"There are some parts of the brain that have high real estate value," says Dr. Jam Ghajar, president of the Brain Trauma Foundation and clinical professor of neurological surgery at Weill Cornell Medical College in New York City. "If you go into the brainstem, or a millimeter to the right or left, you can have massive disruption and almost certain death. You go into the frontal lobe and you have a lot more room for error."
The brain is a marvel of redundancy, parallel networks and interlocking message centers that might, with time, rewire around obstacles. But many clusters have precise functions - governing word access or face recognition, or processing vision, hearing and smell. Damage to those can cause specific, maybe permanent, impairments.
Damage to deep brain structures such as the amygdala or the hypothalamus will likely disturb a victim's ability to fully form, retain and retrieve memories that are freighted with emotion. Such impairments can wreak havoc on relationships and day-to-day functioning.
Some damage is subtler still. When a penetrating object has stretched or torn some tissue, including the connective "white matter" that forms bridges among brain regions, problems of attention, memory and social processing make it tough to navigate the demands of work, high-level thinking or new social situations.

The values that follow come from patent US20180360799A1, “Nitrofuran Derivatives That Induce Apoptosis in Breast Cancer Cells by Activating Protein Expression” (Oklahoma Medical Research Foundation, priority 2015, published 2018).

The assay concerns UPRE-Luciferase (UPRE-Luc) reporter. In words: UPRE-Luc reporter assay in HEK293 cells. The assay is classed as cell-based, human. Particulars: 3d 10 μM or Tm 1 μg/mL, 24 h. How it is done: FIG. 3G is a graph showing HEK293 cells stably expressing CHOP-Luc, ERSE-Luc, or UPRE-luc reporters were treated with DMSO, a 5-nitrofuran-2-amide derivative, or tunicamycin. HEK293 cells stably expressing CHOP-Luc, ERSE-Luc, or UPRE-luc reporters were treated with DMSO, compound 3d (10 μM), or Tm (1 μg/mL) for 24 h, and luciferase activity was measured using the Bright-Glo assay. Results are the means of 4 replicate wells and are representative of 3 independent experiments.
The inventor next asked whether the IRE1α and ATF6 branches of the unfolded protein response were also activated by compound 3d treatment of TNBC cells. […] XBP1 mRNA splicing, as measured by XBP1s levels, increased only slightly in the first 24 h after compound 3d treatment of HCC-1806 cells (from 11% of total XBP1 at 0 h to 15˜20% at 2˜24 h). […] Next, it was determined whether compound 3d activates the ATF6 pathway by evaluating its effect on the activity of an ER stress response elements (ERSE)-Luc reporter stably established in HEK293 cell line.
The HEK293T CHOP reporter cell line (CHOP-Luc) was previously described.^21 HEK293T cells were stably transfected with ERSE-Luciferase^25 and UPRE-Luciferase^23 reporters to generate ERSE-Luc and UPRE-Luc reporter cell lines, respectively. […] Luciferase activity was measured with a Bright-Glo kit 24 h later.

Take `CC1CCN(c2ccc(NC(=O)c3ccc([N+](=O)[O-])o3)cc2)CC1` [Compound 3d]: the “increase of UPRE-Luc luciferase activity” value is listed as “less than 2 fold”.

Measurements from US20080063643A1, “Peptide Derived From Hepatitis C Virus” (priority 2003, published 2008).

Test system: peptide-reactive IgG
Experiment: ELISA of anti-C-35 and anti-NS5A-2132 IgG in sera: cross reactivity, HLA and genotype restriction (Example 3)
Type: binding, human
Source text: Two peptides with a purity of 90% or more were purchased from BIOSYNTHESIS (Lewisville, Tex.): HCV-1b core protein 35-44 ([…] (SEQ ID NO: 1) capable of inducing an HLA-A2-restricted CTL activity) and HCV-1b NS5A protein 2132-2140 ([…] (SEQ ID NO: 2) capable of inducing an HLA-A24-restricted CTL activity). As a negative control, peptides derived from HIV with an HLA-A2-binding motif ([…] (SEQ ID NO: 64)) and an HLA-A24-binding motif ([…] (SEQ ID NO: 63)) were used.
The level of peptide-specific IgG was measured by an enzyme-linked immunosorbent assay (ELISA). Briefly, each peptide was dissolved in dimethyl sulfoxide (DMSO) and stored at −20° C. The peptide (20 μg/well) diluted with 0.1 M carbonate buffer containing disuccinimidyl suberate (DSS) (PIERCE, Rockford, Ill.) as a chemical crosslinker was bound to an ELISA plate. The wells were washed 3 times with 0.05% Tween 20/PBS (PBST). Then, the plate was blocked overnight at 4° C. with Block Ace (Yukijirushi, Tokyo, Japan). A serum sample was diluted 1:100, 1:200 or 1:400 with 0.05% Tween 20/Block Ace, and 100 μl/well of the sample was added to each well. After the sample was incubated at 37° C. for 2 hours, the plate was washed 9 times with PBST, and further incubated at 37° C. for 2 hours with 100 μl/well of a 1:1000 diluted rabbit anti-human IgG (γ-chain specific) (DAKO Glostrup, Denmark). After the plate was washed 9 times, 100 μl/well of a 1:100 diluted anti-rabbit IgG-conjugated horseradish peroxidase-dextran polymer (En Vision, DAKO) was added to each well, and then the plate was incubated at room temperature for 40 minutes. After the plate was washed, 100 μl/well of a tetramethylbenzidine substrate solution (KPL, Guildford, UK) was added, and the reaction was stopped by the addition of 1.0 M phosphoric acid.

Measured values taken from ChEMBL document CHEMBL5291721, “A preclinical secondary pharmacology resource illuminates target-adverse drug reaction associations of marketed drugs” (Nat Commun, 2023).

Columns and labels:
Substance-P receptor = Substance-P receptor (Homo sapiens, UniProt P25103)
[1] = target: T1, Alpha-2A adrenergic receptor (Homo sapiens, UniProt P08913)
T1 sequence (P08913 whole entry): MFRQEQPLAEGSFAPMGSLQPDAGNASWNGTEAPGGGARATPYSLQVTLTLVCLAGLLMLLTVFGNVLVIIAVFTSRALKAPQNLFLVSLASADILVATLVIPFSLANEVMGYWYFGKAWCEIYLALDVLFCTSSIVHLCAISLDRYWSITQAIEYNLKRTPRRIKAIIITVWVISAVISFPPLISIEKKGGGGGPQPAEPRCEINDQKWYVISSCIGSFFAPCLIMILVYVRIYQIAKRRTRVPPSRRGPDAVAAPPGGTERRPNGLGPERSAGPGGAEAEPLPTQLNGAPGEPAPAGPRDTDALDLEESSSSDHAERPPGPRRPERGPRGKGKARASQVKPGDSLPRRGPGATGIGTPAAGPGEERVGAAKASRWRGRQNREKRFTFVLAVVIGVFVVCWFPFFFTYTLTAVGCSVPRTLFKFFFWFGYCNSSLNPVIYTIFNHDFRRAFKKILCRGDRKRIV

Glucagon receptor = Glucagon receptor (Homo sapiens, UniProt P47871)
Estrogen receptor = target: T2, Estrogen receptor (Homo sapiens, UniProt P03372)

Damage to the frontal lobes - common in traumatic brain injury because they lie right behind the forehead - can disturb a person's ability to formulate plans, read or respond to social cues, and suppress the impulse to do or say things that might be socially inappropriate.
Such impairments - labored speech, flat emotion, an odd social manner, an inability to make and carry out a plan - often linger. Those symptoms plague many of the estimated 5.3 million Americans who live with the persistent consequences of brain trauma. Little wonder that brain injury is often called the silent epidemic.
After the threat of death has passed, the challenge of regaining lost abilities - and of adjusting to life without others - is where the power of human resilience and inventiveness really inspires awe and humility, say those who have studied such injuries or witnessed the fallout up close.
"It's been a heartbreaking and inspiring thing to see," said Daniel Gross, whose younger brother Matthew, 41, was shot through the head 14 years ago by a gunman on the observation deck of New York's Empire State Building. After a week in a coma, Matthew first struggled to piece sentences together. Fully articulate after years of rehabilitation, he wrestles now with more subtle conventions of tactful conversation - the result of the bullet's passage through the frontal lobes on both sides of his brain.
Jordan Grafman, an expert on the long-term effects of penetrating trauma, says the survivors he has studied are remarkable not only for having survived but also for their determination to adapt and grow beyond their losses.